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Cultural diplomacy

Clarke, David 2020. Cultural diplomacy. Oxford Research Encyclopedias: International Studies, Oxford University Press,
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Abstract

Cultural diplomacy designates a policy field, in which states seek to mobilize their cultural resources to achieve foreign policy goals. The nature of those goals, and of the cultural resources mobilized to achieve them, has been subject to historical change, and a range of terminology has been used to designate this kind of policymaking in different national and historical contexts. Nevertheless, the term cultural diplomacy is a viable one for designating this particular area of foreign policy, which is often understood as one component of a state’s broader public diplomacy or, following Joseph Nye’s terminology, its ‘soft power.’ Cultural display and exchange have arguably always played a role in the relations between peoples. With the emergence of the modern state system in the early modern period, such display and exchange became an expression of formal diplomatic relations between courts, yet it is only in the nineteenth century that we see the emergence of cultural diplomacy in the sense it is understood today: it is no longer a matter of communication between rulers, but rather an expression of national identity directed at an international public. Throughout the nineteenth century, cultural diplomacy was closely associated with the rivalry of the Great Powers, particularly in the colonial context. However, following the end of the First World War, cultural diplomacy increasingly came to be understood as a means to pursue ideological competition, a trend that became central to the cultural diplomacy of the Cold War. Nevertheless, scholarship’s focus on the cultural dimensions of the confrontation between the two Cold War superpowers has drawn attention away from other varieties of cultural diplomacy in the ‘Third World’ or ‘Global South’, which sought to establish forms of solidarity between post-colonial nations. The post-Cold War world has been characterized by a shift in the rhetoric surrounding cultural diplomacy, which now frequently contains an economic dimension, as states compete for markets, investments, and attention in the context of neo-liberal globalization. Nevertheless, we also see a pluralization of strategies of cultural diplomacy, in which a range of actors tailor their approach to cultural foreign policy according to their own perceived position in a multi-polar world. Nevertheless, despite the continued popularity of cultural diplomacy in policymaking circles and the significant attention it has received from researchers in the twenty-first century, the assessment of the impact of cultural diplomacy remains a challenge.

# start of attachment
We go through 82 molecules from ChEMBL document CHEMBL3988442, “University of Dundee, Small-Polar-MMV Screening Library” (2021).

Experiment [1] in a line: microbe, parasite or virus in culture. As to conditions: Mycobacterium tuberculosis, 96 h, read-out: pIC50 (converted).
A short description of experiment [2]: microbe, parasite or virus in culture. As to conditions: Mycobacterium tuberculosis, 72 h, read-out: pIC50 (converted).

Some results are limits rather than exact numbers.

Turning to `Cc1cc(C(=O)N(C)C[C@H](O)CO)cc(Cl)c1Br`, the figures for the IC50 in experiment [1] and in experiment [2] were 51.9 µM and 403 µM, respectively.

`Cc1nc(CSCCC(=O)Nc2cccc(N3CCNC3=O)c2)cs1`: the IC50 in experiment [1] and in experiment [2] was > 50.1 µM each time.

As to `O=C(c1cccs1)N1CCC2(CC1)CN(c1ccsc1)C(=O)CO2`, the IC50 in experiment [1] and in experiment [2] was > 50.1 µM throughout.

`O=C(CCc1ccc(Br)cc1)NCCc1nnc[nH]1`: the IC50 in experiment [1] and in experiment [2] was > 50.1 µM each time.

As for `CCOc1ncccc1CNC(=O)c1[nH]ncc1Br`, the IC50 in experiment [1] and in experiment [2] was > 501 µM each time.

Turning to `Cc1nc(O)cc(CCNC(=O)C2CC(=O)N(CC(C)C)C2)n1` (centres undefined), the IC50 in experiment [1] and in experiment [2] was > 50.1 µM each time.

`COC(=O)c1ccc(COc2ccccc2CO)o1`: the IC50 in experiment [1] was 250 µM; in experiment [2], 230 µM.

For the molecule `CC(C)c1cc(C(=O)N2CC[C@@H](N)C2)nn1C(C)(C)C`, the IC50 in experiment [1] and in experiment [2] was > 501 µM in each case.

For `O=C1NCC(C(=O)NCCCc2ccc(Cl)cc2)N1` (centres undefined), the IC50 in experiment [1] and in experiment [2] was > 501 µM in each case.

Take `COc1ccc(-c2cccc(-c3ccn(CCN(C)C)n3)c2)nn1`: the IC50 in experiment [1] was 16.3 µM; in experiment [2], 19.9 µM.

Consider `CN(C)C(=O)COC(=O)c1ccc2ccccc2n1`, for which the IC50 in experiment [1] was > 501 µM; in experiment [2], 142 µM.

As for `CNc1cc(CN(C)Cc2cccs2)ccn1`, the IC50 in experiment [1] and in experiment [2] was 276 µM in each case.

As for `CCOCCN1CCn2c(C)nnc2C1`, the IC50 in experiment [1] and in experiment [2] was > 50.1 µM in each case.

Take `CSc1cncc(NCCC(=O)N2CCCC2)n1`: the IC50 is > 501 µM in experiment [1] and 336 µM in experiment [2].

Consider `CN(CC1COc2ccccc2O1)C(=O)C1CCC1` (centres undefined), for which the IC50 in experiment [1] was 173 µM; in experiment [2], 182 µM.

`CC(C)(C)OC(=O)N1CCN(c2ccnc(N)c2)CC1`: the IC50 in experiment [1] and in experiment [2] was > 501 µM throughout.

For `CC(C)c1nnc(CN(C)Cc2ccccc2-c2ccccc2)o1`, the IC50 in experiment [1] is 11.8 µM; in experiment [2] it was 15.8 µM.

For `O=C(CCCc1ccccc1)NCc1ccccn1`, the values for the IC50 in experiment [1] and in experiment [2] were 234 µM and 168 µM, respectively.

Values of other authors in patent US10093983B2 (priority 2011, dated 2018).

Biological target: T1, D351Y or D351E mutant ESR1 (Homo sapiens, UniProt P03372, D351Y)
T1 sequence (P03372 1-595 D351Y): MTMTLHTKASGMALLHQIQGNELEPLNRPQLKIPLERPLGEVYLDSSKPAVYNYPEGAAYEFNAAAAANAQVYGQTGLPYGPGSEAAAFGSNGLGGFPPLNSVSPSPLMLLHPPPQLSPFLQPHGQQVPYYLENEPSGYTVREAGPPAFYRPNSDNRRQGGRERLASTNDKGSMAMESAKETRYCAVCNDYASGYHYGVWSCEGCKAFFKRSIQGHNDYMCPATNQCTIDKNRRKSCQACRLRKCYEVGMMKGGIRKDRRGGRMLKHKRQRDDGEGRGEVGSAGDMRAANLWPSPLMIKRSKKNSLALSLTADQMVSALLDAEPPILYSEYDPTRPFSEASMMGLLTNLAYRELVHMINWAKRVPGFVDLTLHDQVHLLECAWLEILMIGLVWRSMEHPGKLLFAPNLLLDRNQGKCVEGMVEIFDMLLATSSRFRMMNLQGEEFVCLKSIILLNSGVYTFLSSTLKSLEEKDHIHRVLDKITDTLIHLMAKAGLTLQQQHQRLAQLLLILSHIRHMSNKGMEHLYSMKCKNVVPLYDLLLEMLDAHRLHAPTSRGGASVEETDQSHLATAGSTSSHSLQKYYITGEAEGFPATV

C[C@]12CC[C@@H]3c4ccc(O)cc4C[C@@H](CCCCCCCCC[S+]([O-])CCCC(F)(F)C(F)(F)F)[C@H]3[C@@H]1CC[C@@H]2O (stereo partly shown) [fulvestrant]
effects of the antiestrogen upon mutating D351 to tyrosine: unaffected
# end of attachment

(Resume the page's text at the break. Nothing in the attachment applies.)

Item Type: Book Section
Status: In Press
Schools: Modern Languages
Subjects: D History General and Old World > D History (General) > D204 Modern History
J Political Science > JZ International relations
Uncontrolled Keywords: culture cultural diplomacy public diplomacy Cold War cultural policy
Publisher: Oxford University Press
Date of First Compliant Deposit: 29 July 2020
Date of Acceptance: 27 July 2020
Last Modified: 18 Aug 2020 13:34
URI: http://orca.cf.ac.uk/id/eprint/133791

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